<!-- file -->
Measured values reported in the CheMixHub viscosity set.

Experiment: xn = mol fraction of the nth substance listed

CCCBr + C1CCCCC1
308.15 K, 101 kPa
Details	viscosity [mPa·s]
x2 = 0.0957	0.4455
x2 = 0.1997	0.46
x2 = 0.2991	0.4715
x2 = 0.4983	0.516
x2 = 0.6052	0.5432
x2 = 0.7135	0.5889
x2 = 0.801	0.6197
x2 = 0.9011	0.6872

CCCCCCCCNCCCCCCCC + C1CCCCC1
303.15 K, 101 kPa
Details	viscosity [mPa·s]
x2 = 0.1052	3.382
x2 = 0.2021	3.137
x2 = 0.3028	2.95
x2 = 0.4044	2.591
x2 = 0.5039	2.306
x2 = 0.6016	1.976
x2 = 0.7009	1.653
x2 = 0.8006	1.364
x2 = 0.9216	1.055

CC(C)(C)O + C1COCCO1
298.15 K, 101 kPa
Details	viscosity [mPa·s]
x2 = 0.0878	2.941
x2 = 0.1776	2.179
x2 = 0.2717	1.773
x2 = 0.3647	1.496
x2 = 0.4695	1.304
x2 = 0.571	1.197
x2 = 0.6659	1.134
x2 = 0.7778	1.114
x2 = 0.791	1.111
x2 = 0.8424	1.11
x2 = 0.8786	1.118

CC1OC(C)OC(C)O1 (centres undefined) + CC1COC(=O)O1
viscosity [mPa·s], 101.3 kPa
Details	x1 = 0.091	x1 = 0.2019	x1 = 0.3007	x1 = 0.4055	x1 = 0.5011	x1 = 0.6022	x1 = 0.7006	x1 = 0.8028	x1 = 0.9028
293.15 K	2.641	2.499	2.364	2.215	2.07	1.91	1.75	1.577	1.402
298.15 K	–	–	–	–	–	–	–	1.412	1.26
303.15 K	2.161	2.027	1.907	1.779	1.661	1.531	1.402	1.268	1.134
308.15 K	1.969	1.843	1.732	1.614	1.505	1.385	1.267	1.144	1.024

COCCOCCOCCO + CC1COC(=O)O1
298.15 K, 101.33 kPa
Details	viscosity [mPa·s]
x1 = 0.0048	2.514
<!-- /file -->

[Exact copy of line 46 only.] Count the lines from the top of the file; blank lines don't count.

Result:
308.15 K	1.969	1.843	1.732	1.614	1.505	1.385	1.267	1.144	1.024